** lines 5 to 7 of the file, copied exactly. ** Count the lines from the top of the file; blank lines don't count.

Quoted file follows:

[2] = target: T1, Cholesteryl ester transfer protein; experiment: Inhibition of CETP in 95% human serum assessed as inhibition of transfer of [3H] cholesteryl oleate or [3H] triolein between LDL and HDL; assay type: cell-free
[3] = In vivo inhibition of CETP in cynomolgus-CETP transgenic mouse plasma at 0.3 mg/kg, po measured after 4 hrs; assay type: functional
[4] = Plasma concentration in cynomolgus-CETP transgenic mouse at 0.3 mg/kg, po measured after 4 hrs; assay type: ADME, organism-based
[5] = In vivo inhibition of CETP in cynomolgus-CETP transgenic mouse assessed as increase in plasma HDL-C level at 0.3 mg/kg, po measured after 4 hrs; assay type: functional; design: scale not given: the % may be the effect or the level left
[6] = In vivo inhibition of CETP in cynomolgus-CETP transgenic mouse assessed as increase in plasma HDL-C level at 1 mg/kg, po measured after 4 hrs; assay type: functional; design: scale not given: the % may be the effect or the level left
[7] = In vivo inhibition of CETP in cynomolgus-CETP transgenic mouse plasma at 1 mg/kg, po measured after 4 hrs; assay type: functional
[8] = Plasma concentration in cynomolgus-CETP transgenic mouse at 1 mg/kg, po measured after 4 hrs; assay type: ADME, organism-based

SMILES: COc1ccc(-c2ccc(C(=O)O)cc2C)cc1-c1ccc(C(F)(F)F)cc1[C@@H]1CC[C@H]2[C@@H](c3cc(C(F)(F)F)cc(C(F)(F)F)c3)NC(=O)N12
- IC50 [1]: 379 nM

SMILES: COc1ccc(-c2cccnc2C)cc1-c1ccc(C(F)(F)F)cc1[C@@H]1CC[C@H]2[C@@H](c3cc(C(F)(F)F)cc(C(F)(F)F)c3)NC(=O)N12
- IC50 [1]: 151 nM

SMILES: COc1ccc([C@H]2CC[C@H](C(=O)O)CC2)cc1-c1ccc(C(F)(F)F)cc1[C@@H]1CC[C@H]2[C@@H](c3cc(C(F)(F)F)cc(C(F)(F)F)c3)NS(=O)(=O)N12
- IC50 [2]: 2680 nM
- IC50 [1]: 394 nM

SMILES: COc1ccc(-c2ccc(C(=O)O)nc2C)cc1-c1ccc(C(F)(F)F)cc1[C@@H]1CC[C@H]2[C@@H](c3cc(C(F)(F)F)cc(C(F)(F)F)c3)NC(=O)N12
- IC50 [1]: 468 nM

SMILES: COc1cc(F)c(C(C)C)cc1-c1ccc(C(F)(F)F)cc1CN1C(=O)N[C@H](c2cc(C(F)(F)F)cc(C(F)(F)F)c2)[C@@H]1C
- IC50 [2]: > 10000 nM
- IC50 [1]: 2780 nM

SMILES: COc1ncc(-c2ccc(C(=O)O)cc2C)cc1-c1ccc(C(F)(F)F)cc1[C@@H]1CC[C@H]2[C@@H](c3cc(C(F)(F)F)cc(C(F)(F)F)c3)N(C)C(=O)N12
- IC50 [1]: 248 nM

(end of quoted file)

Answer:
[6] = In vivo inhibition of CETP in cynomolgus-CETP transgenic mouse assessed as increase in plasma HDL-C level at 1 mg/kg, po measured after 4 hrs; assay type: functional; design: scale not given: the % may be the effect or the level left
[7] = In vivo inhibition of CETP in cynomolgus-CETP transgenic mouse plasma at 1 mg/kg, po measured after 4 hrs; assay type: functional
[8] = Plasma concentration in cynomolgus-CETP transgenic mouse at 1 mg/kg, po measured after 4 hrs; assay type: ADME, organism-based